Senate National Defense Authorization Act: Selections from Committee Report on R&D

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Publication date: 
7 July 2015
Number: 
94

The Senate passed S. 1376, the National Defense Authorization Act in mid-June.  Accompanying this bill is a 552-page report providing important program policy guidance.  There is extensive report language in Title II, Research, Development, Test and Evaluation in Senate Committee Report 114-49, starting on page 43, pertaining to the conduct of research programs.  Selections from this report regarding conference travel restrictions, basic research funding, a new centers program, high energy lasers, acoustics, foreign participation in the SMART program, and other programs are below.  Note that actual program funding is provided by the annual Defense Appropriations Act.

Centers for science, technology, and engineering partnership (page 43)

“The committee recommends a provision . . . to authorize a program that would enhance the Department of Defense laboratories with innovative academic and industry partners in research and development activities. The provision would enable more effective transfer of laboratory-generated innovations to small businesses and other industry partners to promote their transition into military systems or for development into commercial technologies. The provision would also improve the overall quality of research efforts, while reducing the costs of ownership and maintenance of world-class research infrastructure, and enhance the return on taxpayer investment in facilities and personnel at the laboratories.  . . .  A recent report by the Institute for Defense Analyses indicates that mutually beneficial partnerships between Department of Defense laboratories and academia ‘are not as abundant as those in the intramural research programs at the Department of Energy.’ The committee believes that this provision would support the enhancement of beneficial activities with both academia and the private sector.”

Department of Defense technology offset program to build and maintain the military technological superiority of the United States (page 44)

“The committee notes with concern that the United States has not faced a more diverse and complex array of crises since the end of World War II, and that taken together, they constitute the greatest challenge in a generation to the integrity of the liberal world order, which has consistently been underwritten by U.S. military technological superiority. At the same time, the committee is alarmed by the apparent erosion in recent years of this technological advantage, which is in danger of disappearing altogether. To prevent such a scenario and to maintain the country’s global military technological edge, the committee recommends a provision that would establish a new $400.0 million initiative. . . . “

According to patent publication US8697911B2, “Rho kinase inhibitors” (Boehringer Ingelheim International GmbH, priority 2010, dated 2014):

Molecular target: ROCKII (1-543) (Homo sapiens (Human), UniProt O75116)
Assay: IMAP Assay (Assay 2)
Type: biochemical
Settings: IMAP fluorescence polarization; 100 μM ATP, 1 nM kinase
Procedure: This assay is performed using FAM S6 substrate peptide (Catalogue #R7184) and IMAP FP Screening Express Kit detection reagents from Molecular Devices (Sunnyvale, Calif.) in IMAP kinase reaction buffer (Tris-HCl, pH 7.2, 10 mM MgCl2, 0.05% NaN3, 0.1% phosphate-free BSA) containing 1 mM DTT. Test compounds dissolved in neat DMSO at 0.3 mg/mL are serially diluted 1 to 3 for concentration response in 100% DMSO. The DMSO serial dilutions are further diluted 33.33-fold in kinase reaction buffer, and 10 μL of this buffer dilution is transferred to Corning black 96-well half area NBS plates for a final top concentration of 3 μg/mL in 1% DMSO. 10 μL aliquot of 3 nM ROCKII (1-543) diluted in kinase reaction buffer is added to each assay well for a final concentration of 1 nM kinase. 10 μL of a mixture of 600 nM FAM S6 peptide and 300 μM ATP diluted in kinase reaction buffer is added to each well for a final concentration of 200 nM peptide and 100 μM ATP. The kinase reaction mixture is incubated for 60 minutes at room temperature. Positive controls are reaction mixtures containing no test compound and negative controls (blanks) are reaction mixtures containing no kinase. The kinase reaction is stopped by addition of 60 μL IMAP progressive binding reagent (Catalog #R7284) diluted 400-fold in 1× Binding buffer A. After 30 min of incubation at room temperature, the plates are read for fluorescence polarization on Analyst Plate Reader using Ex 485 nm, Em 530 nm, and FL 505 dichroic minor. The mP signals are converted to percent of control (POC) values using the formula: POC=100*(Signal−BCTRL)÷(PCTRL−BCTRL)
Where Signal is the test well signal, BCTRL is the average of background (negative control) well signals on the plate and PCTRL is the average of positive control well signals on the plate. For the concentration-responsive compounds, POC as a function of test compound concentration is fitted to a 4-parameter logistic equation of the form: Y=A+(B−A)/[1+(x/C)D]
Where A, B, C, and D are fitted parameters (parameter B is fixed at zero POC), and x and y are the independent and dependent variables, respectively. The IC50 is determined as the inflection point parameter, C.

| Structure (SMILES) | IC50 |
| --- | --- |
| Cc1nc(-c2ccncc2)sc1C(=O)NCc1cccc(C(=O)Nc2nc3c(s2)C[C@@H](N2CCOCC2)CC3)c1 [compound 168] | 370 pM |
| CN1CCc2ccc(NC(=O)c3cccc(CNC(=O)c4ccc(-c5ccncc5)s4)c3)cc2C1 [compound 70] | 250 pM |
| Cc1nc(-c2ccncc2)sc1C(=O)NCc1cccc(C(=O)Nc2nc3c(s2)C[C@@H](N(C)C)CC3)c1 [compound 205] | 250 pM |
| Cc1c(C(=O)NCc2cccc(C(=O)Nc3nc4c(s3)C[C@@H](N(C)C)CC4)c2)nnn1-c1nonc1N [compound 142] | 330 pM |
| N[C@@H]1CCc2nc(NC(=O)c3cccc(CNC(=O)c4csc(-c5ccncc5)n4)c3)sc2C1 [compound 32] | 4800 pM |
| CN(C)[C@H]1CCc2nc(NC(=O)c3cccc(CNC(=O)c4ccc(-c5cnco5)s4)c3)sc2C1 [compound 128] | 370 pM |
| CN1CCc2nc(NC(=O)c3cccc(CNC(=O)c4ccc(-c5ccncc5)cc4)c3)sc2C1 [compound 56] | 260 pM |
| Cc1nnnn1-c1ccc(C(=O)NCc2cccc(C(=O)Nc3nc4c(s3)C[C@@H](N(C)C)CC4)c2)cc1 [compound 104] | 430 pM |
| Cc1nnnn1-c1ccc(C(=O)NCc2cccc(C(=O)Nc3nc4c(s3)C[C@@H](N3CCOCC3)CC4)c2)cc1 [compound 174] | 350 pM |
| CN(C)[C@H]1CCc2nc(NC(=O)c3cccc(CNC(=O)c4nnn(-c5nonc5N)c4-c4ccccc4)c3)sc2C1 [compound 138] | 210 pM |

“[T]he committee recommends a provision that would establish an initiative within the Department of Defense to maintain and enhance the military technological superiority of the United States. The provision would establish a program to accelerate the fielding of offset technologies, including, but not limited to, directed energy, low-cost high-speed munitions, autonomous systems, undersea warfare, cyber technology, and intelligence data analytics, developed by the department and to accelerate the commercialization of such technologies. As part of this program, the committee expects that the Secretary of Defense would also establish updated policies and new acquisition and management practices that would speed the delivery of offset technologies into operational use.

“The provision would authorize $400.0 million for fiscal year 2016 for the initiative, of which $200.0 million would be authorized specifically for directed energy technology. Accordingly, the provision would mandate the Secretary to develop a directed energy strategy to ensure that appropriate technologies are developed and deployed at an accelerated pace, and update it every 2 years. The committee expects that this strategy would include a recommendation on rationalizing the roles and authorities of the Joint Technology Office for High Energy Lasers. . . .”

Expansion of eligibility for financial assistance under Department of Defense science, mathematics, and research for transformation program to include citizens of countries participating in the technical cooperation program (page 48)

“The committee recommends a provision . . .  to expand the Department of Defense’s Science, Mathematics, and Research for Transformation (SMART) program, which awards service-based scholarships to students studying in the fields of science, technology, engineering, and mathematics, to include students from the United Kingdom, Australia, New Zealand, and Canada. The selection of these countries is based on those which are currently parties to the Technical Cooperation Program Memorandum of Understanding of October 24, 1995.

“Current authority for the program limits scholarship awards to only U.S. citizens. However, National Science Foundation data indicate that over 50 percent of engineering doctorates are granted to foreign graduate students, with the percentage growing annually.  By removing this restriction, the Department can recruit foreign nationals from these four countries to participate in the program, with the goal of bringing on the best and brightest students to defense laboratories. The limited easing of this restriction would serve as a pilot project for assessing potential future expansion of this authority to other friendly countries.”